Britt said that after his death prison staff told the family that Antonio had given all his belongings away, except for the shoes. 

He’d had many books the family sent him over the years, Wynn said, and they knew he kept a journal. Surely he’d have given away the shoes as well, she wonders. 

The family can’t be certain, however, that Antonio, who was being kept in segregation, received the shoes from prison staff before he died. 

“He was a human being. He was not just one of those numbers, and I think that’s how people see it,” Wynn said. “Put all of the prisoners in the same boat, you know. They deserve it.” 

Wynn said her grandson was a young man when he entered Alabama’s prisons, and that the years went by “in an environment that was not rehabilitative. Just warehousing people.” 

“We are hurt. Devastated,” she said.

The family asks that those who wish to do so donate in Antonio’s name to the Montgomery nonprofit legal advocacy organization Equal Justice Initiative by visiting here.

 

Eddie Burkhalter is a reporter at the Alabama Political Reporter. You can email him at [email protected] or reach him via Twitter.

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Governor establishes Prison Repurposing Commission

Gov. Kay Ivey and Alabama Department of Corrections Commissioner Jeff Dunn have said that as many as 11 of the state’s 13 existing men’s prisons could close.

Eddie Burkhalter

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St. Clair Correctional Facility near Springville, Alabama (VIA GOOGLE)

Gov. Kay Ivey on Tuesday signed an executive order establishing the commission that will be tasked with deciding what to do with the state’s existing men’s prisons, once three new prisons are constructed, at a cost that’s been estimated to be more than $2 billion. 

According to the order, the 15-member Alabama Prison Repurposing Commission will have until Sept. 1, 2023, “or 90 days after the Commissioner certifies to the Commission that construction on the final prison is complete” to submit a report detailing their recommendations for the state’s prisons.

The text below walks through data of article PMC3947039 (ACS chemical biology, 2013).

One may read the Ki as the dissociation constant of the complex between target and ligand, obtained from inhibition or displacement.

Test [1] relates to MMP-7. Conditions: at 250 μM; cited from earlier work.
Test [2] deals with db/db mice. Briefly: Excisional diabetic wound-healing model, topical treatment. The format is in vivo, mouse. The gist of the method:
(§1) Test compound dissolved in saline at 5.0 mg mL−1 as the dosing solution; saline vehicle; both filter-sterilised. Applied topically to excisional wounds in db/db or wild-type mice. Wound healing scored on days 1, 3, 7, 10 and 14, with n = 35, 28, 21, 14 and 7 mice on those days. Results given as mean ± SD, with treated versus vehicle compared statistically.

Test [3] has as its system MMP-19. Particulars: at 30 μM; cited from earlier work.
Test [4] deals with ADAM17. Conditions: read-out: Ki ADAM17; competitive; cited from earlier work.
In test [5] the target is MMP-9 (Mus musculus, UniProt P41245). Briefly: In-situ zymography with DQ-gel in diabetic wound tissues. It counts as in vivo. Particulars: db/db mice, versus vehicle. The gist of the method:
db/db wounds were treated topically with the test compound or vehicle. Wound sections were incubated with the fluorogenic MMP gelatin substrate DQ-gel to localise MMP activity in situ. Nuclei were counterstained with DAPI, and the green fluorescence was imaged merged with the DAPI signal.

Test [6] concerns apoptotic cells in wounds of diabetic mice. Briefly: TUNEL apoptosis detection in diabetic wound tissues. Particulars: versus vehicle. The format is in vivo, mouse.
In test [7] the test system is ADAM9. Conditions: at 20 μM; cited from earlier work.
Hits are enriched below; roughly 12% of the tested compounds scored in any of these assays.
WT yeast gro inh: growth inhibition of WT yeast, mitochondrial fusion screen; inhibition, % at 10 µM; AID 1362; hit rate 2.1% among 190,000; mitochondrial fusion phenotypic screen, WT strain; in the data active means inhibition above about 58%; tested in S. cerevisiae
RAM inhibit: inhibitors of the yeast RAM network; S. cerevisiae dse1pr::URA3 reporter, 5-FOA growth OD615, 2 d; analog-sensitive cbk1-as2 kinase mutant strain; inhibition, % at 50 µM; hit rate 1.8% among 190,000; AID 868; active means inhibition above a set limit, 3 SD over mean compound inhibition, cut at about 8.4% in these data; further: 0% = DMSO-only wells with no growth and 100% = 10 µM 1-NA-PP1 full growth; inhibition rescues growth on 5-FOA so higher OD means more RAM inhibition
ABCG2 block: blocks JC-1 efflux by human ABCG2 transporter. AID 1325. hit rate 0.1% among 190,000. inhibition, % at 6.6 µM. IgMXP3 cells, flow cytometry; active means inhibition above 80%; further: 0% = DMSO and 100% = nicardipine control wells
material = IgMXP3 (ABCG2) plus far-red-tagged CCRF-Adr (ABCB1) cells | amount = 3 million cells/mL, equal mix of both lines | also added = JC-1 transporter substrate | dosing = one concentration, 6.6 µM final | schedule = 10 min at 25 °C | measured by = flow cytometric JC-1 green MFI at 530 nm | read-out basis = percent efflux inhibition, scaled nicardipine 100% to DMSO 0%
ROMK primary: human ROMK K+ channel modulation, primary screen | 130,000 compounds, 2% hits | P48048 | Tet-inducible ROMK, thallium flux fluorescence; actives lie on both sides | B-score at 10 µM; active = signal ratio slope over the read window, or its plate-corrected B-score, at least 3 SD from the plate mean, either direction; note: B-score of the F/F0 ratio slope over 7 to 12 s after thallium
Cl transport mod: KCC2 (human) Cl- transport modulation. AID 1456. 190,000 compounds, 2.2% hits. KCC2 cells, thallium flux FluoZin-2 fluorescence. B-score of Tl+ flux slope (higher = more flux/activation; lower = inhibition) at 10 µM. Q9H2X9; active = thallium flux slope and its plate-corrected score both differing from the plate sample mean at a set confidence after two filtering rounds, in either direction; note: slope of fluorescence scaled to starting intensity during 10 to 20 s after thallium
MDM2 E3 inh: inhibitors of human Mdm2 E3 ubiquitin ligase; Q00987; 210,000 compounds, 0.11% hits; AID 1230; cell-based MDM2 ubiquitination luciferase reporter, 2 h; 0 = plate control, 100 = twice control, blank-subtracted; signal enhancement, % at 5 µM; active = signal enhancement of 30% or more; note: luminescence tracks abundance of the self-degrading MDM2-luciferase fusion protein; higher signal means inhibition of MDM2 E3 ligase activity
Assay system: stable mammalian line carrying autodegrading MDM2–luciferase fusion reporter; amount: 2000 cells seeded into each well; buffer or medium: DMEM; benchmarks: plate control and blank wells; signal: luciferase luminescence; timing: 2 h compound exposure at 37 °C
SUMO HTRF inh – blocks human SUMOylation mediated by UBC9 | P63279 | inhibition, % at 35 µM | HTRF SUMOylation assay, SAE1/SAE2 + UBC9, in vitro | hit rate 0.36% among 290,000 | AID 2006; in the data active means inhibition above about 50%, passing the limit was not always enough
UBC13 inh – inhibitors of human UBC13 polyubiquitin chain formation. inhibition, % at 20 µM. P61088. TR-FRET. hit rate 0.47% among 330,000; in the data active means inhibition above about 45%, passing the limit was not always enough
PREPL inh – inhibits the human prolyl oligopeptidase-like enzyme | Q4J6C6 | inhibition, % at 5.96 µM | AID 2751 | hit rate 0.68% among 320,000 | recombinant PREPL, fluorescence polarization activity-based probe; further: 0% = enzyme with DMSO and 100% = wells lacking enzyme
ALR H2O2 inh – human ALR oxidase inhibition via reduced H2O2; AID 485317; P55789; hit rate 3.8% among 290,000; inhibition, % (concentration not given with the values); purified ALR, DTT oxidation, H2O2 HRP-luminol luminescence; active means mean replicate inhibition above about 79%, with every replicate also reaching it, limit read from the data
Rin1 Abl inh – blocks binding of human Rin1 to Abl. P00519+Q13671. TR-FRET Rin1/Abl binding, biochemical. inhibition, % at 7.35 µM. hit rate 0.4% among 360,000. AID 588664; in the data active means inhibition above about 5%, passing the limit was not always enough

Ivey and Alabama Department of Corrections Commissioner Jeff Dunn have said that as many as 11 of the state’s 13 existing men’s prisons could close. Ivey’s order Tuesday states that the commission is to determine which prisons could be renovated and used as prisons, which could be renovated for other purposes for ADOC and “which should be repurposed to serve a new function, whether by another public entity or the private sector.” 

“The Alabama Prison Repurposing Commission will provide recommendations based on in-depth facility analysis considering both the impact on the state and local community as well the financial ramifications to potentially repurpose or decommission some of our current prison infrastructures,” Ivey said in a statement. 

“As our Alabama Prison Program moves forward in building three new prisons to provide additional safety for correctional staff and inmates, we will simultaneously need to smartly and safely repurpose or decommission these outdated, aging prisons, many of which were never designed or constructed to be correctional facilities for their current use or capacity,” Ivey continued. “I’m confident this commission, which is comprised of a broad, experienced and diverse group of individuals who represent all regions of our state, will accomplish its mission effectively on behalf of the people of Alabama. This process will allow both public officials as well as members of the general public to have a meaningful voice in the future of our existing prison infrastructure.”

Ivey’s order states that the commission should hold at least one public meeting “in a local community near each existing male prison” but that “other meetings of the Commission shall be open to the extent practicable but shall, in all events, be closed to the extent necessary to protect information related to the Department’s ongoing or anticipated security operations and other confidential information.”